Dale tried to defuse the situation. He raised his hands in an appeasing gesture and, mustering his most soothing tone of voice, began, “now, now, John doesn’t get to play much and we want to encourage him…” He might as well have thrown kerosene on a fire; she wheeled around and let him have it with both barrels: “No we don’t!” she exploded. We were dumbstruck as she chewed out the lot of us with choice language and then dragged John from the room. As he passed through the door, he looked back at us helplessly. It was like watching a struggling swimmer disappear beneath the waves.
At that moment Linda and I realized we were defeated. We never made another attempt to visit John or play music with him. A few years later my parents moved away from Stillwater, driving the last nail in the coffin.
The end of the trail
I didn’t have occasion to return to Oklahoma again until the early 2000s. I had business in Winfield, Kansas, and one Sunday afternoon I drove down to Pawnee to see if, by any chance, John were still there—uncharitably harboring the hope that he had outlived his wife. No one answered my knock at the door, no sign even that anyone lived there.
For years after, I periodically searched the Internet for an obituary or some other indication of what had become of him. Finally, in an online genealogy forum, I saw a post from his daughter, Carol Kennedy Hendrix, whom I had never met. We corresponded, and she was quick to clarify that the wife with whom Linda and I had had such a bad experience was not her mother. She generously shared a trove of information about her father’s life as well as the manner of his death.
On Christmas Day of 1996, Carol said, she got a call from her sister Patsy that she needed to come to Pawnee right away. Patsy had gone to her dad’s to cook Christmas dinner and found him with a huge knot on his head and “talking crazy.” John’s wife said she thought he had fallen out of bed. The daughters bundled him off to the hospital, where the doctor said he had been hit with something hard and had a concussion.
Carol and her husband returned to the house and confronted the wife, who then said John had fallen down some stairs during the night. Carol’s husband searched the house and found a blackjack concealed in a boot in the closet.
When John was coherent again, he told Carol he remembered getting up during the night and encountering his wife, who tried to make him go back to his room. He said he thought she hit him with something, and he couldn’t remember anything after that.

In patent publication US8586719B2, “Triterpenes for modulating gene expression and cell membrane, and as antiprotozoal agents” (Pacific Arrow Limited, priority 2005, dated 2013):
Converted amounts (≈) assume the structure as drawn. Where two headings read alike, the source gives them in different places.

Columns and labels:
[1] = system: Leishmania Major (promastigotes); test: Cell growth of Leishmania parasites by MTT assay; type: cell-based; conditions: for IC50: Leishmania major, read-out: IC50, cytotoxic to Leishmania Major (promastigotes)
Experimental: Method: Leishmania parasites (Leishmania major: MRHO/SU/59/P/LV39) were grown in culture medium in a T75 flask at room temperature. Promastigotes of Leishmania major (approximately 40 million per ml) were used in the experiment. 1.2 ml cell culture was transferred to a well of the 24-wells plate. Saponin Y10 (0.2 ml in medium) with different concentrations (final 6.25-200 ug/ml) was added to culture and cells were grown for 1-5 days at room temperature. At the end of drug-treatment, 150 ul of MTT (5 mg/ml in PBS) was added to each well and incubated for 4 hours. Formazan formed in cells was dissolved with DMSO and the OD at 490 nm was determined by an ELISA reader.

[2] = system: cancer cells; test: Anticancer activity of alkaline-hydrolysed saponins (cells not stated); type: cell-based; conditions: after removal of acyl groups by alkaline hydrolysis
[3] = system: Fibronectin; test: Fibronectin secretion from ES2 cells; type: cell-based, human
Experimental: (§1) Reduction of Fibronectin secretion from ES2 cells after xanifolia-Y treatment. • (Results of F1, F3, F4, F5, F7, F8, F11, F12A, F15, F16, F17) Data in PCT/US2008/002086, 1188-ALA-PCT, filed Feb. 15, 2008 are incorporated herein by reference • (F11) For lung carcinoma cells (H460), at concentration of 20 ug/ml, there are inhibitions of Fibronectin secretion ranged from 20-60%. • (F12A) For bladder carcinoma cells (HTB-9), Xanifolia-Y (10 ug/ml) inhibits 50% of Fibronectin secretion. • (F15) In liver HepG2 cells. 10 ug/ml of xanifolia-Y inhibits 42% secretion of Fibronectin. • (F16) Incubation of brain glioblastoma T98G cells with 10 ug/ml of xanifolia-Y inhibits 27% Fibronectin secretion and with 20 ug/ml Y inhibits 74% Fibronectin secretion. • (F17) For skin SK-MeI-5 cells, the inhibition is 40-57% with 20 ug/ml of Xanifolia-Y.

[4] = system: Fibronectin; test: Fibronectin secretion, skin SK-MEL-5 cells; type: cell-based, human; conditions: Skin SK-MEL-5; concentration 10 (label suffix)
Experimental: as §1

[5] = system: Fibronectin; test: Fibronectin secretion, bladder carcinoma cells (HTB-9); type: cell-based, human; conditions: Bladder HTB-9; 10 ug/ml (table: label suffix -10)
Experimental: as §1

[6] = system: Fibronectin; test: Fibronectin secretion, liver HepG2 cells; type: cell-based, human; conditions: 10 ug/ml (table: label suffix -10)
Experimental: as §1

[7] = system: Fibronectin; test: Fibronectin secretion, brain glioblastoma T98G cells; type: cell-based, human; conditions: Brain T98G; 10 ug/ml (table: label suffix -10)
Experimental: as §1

The doctor sent John to the nursing home for an estimated six weeks of rehab; but John had previously been diagnosed with signs of dementia, and his nursing home experience was not a good one. He never completely recovered and passed away on May 12, 1997. Carol told me,
“You know what’s funny, Brad, when he was in the hospital, and he was really bad—this was probably three or four days before he actually died—he got to the point where he could hear music but just couldn’t respond to it. And the Hospice lady was telling us different ways people try to communicate. So we got his little tape recorder and we put it there by the bed, and we put on one of his fiddling tapes, and he just lay there listening. I told him ‘Well, Daddy, we’re going to go eat a bite of lunch, and then we’ll be right back,’ and I turned the recorder off. And boy, his old foot was just a-patting that bed you know, and ‘look at that! What in the world?’ He just kept a-patting. So I said ‘Daddy, do you want me to turn that recorder back on?’ And boy, that old foot would really get to going. So I’d turn the recorder back on, and his foot would stop. And the Hospice lady said, “Yeah, he was letting you know that he liked that.” So I just let it run. I thought, ‘oh, he was just the sweetest little old man.’”
Keeper of the flame
As mild and self-effacing as John Dee Kennedy was, Linda and I always marveled at how he stuck to his guns musically. Most fiddlers his age in Oklahoma then, as now, were playing Texas contest style, Western swing, bluegrass, or commercial country music. Like them, John had access to what was popular on the radio when he was young: Bob Wills, Arthur Smith, and other stars of the airwaves had a big impact on fiddlers of the day. But instead, John chose to perpetuate an older family and community tradition. He was attracted to the noncommercial breakdowns and dance tunes played by musicians a generation or two older than himself, and he went out of his way to learn from them, keeping alive some of their vintage tunes that others had stopped playing. And he never deviated. Even though he was self-conscious that it was out of step with modern trends, he never tried to change in order to please anyone else.
John never knew how much of an influence he had on me. I continue to play the many tunes I learned from him, and I have often incorporated his distinctive take on common tunes I already played. Whenever I can, I pass along to other fiddlers what he taught me, and hope his legacy will live on in that way. I like to think he knew he was part of something larger than himself, as we all are, and that it gave him some satisfaction.
Look for this article in an upcoming Fiddler Magazine.